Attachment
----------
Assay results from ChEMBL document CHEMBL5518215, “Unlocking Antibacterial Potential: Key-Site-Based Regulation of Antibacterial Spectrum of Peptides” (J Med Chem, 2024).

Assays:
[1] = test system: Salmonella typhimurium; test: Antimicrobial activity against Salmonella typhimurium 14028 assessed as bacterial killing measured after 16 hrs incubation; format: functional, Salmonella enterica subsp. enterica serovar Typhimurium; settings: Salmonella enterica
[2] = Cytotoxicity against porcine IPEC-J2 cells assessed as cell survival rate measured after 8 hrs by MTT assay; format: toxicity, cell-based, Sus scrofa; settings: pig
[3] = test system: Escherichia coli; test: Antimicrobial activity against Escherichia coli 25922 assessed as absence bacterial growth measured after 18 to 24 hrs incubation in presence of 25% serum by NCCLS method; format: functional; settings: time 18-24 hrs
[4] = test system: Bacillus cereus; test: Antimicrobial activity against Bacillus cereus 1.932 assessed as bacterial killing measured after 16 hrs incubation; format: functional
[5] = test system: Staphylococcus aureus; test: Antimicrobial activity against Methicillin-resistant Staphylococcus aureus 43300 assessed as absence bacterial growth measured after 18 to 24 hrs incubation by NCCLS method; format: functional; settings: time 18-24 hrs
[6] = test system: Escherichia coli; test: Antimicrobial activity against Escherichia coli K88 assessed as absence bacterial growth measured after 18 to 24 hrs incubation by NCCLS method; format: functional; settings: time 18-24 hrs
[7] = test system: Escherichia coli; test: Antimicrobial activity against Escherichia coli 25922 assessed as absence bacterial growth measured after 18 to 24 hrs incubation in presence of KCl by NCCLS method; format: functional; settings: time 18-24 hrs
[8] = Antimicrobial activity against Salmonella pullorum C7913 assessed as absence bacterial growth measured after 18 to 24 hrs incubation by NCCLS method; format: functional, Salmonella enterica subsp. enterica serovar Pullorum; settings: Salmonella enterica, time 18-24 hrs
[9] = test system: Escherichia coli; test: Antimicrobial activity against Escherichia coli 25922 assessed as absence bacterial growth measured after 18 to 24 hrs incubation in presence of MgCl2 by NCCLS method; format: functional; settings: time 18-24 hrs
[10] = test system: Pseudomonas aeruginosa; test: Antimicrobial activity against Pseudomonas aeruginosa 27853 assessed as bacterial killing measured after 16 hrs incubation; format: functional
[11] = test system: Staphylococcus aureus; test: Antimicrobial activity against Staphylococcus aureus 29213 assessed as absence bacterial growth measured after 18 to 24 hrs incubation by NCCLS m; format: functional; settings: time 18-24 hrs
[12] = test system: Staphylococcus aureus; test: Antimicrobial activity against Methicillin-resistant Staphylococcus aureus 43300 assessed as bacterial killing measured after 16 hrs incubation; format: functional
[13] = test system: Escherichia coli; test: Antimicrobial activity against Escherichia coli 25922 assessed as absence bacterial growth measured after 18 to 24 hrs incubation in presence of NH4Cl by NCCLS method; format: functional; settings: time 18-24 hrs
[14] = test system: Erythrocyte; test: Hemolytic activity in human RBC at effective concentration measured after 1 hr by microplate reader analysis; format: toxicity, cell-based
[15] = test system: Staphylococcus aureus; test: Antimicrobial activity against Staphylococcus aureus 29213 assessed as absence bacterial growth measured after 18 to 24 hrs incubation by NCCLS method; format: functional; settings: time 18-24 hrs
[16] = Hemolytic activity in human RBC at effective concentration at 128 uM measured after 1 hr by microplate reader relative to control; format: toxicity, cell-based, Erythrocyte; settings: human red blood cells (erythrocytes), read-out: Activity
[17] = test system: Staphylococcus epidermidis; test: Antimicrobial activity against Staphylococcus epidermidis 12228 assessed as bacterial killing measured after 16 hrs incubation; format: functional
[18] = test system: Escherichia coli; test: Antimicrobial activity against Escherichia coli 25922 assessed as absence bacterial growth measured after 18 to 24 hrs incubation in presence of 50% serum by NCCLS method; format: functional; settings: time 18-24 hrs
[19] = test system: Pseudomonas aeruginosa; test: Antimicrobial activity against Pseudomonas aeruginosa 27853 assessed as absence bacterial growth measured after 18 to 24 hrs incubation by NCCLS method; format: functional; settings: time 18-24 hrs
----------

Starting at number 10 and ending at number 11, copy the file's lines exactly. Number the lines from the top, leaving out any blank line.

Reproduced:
[8] = Antimicrobial activity against Salmonella pullorum C7913 assessed as absence bacterial growth measured after 18 to 24 hrs incubation by NCCLS method; format: functional, Salmonella enterica subsp. enterica serovar Pullorum; settings: Salmonella enterica, time 18-24 hrs
[9] = test system: Escherichia coli; test: Antimicrobial activity against Escherichia coli 25922 assessed as absence bacterial growth measured after 18 to 24 hrs incubation in presence of MgCl2 by NCCLS method; format: functional; settings: time 18-24 hrs